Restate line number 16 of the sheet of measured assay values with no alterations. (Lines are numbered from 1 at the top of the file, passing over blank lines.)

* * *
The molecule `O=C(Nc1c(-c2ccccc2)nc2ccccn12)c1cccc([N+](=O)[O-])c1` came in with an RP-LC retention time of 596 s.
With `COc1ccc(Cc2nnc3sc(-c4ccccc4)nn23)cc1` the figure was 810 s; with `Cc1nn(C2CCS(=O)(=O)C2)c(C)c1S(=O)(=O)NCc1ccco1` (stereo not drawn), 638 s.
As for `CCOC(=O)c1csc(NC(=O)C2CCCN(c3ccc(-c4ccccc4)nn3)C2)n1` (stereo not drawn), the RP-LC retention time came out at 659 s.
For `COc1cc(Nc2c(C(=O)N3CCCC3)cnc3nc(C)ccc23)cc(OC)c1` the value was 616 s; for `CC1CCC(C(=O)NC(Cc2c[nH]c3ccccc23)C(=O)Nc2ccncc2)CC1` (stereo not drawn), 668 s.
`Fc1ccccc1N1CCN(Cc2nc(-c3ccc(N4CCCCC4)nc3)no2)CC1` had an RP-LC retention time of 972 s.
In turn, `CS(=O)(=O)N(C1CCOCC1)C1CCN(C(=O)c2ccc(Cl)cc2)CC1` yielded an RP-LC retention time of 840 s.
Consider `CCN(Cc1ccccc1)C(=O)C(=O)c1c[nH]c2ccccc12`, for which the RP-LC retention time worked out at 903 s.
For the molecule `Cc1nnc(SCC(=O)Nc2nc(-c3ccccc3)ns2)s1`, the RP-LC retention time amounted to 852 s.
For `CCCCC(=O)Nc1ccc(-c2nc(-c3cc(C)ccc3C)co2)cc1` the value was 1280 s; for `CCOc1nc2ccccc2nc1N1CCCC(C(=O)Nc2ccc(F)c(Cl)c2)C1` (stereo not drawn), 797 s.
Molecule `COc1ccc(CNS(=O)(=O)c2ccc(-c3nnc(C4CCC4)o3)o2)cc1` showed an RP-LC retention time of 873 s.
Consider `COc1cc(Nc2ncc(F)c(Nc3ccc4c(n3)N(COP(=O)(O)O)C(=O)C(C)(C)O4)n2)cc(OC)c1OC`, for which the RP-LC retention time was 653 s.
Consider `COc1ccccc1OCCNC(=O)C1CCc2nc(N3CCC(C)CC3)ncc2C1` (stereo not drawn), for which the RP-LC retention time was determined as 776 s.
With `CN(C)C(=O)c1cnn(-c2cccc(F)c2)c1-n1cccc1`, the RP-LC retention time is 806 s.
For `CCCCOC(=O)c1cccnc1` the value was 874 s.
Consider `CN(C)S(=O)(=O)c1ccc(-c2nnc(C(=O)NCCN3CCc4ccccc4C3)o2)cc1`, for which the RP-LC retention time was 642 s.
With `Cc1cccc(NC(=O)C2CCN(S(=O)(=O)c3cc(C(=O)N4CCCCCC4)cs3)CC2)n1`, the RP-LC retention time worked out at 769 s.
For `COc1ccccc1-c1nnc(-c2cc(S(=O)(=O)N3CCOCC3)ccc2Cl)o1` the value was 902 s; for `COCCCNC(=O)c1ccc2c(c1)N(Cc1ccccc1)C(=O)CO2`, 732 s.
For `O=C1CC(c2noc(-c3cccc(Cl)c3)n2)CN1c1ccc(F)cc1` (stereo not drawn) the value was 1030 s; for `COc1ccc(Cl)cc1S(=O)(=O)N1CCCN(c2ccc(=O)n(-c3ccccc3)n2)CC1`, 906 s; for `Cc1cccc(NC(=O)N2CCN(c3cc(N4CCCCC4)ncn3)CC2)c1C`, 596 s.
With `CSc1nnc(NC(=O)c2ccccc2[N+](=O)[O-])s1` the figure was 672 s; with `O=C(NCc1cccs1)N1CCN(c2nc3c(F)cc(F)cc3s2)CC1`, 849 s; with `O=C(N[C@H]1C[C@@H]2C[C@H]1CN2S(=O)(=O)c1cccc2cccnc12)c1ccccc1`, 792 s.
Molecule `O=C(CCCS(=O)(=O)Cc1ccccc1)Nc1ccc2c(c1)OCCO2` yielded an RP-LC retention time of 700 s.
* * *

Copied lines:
With `Cc1cccc(NC(=O)C2CCN(S(=O)(=O)c3cc(C(=O)N4CCCCCC4)cs3)CC2)n1`, the RP-LC retention time worked out at 769 s.